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Canada Needs Voices and Doers for The Sake of Our Mental Health

October 22nd, 2014, was a day that shocked many living in Canada and even individuals from and living in other countries. That was the day that a gunman invaded Parliament Hill. On getting there, he shot a young soldier who later died. Lockdowns were occurring from place to place. It was a scary day in Ottawa. After things calmed down, news spread that the gunman was linked to an Islamic terrorist group but that news at the time (and even now) was not supported by much proof. Irrespective of that, the talk around Canada was that the country has been ripped of its innocence and that terrorism has struck us.

Terrorism is not a joke. It is definitely something to be taken very seriously – but amidst fear, we should not compromise balance. Comparing media reports on what could have motivated that gunman to do what he did, the reports that carried more weight were that this person had a drug abuse problem and he was angry with the bureaucratic system. Those were the reports that had more words than the Islamic militant group reports. There are lots of people who are homeless and struggling through mental illness, in downtown Ottawa. According to the Canadian Mental Health Association, “1 in 5 Canadians will develop a mental illness at some time in their lives”. Recently, it was stated in a CTV News article that about 1.2 million children in Canada have mental illness, but less than 20% receive adequate treatment. Canada has a worrisome mental health issue but what has unfairly trumped that and gained more attention as well as government response is terrorism – and a loss of innocence.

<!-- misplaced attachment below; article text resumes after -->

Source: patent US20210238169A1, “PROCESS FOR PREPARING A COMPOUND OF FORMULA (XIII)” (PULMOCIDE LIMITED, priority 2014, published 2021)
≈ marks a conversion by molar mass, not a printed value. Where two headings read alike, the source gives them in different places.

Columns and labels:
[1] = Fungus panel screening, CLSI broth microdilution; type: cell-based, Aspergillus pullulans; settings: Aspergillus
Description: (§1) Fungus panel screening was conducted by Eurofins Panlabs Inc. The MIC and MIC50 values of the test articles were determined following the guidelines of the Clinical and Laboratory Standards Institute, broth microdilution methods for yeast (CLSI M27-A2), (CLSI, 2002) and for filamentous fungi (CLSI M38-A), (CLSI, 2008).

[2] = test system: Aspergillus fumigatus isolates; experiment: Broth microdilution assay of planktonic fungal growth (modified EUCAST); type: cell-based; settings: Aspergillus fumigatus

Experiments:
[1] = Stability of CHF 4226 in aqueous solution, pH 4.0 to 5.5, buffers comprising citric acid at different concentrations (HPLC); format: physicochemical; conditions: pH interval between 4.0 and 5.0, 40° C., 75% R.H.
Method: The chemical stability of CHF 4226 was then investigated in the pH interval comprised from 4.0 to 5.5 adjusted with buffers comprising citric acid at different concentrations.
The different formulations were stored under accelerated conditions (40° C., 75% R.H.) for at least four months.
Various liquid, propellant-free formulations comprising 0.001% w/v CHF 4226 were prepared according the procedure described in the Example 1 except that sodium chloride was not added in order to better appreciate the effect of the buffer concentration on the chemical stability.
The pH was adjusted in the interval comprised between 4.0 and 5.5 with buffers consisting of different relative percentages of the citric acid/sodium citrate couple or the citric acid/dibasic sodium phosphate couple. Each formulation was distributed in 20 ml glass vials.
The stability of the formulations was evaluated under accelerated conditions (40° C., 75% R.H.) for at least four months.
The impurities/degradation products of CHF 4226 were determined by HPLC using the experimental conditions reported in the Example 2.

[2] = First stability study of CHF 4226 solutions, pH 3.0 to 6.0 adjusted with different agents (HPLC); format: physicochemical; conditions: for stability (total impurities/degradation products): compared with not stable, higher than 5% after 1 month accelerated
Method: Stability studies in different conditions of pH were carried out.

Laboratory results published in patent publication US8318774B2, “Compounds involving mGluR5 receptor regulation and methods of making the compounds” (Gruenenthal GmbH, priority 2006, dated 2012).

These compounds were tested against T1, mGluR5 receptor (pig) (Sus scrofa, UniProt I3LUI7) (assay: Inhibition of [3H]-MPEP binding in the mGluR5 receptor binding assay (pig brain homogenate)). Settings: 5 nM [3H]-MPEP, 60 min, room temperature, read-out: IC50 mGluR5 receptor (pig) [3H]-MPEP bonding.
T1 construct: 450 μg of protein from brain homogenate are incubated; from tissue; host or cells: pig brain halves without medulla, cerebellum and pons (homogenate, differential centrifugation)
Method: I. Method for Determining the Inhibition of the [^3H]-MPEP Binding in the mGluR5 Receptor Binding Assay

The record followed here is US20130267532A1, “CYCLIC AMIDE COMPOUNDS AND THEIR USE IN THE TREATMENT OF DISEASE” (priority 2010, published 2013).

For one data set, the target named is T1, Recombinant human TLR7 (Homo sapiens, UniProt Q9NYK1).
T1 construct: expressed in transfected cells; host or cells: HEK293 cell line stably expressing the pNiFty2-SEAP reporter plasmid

Canada lost its innocence way before the 21st century. In the 19th century, Natives were starved, so that Whites could be able to settle in Canada. There was also, around the mid-90s, the internment of Japanese-Canadians. None of us that are living, ever witnessed an ‘innocent’ Canada. Hence, there seems to be a mix up between being accustomed to a modern, civil Canada and an absolute dismissal of Canada’s history.

With the uprising of terrorism in different parts of the world, every nation should re-check security policies. That is the right thing to do, but again, there must be a balance. Canada has a mental illness problem. Thus as the government tries to protect Canada and prepare the nation for any threats, attention also needs to be paid to the scary occurrence of mental health cases. There should be a balance.

Peace,

Chiamaka

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